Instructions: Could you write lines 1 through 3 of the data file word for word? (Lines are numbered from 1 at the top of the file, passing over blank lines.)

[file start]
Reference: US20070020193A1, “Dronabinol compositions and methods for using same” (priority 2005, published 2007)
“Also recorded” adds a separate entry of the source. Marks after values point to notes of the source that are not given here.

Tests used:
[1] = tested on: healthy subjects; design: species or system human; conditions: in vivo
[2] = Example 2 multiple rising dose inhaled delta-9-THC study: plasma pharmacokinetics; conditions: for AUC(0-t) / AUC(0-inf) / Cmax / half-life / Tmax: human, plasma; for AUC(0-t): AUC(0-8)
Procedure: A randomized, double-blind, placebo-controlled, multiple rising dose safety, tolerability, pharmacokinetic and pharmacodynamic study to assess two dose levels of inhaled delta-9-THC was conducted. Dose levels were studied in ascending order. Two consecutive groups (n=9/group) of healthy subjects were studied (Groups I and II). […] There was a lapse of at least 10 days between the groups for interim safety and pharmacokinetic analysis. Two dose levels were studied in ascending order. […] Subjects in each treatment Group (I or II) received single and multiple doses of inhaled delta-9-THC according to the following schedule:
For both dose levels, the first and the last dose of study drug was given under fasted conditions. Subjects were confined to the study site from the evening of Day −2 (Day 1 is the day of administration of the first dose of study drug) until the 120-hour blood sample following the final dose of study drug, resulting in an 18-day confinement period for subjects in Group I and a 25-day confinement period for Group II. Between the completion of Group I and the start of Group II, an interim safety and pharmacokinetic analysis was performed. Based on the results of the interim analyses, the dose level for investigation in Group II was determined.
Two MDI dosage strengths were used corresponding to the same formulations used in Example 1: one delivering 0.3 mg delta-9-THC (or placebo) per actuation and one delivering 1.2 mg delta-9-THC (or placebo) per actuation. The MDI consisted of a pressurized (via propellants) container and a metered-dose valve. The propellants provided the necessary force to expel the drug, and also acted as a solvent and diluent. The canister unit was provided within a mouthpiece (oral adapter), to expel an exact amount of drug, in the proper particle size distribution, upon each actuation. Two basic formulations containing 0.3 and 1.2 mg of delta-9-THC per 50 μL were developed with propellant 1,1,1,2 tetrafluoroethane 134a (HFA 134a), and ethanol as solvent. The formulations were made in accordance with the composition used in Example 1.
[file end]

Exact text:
Reference: US20070020193A1, “Dronabinol compositions and methods for using same” (priority 2005, published 2007)
“Also recorded” adds a separate entry of the source. Marks after values point to notes of the source that are not given here.

Tests used: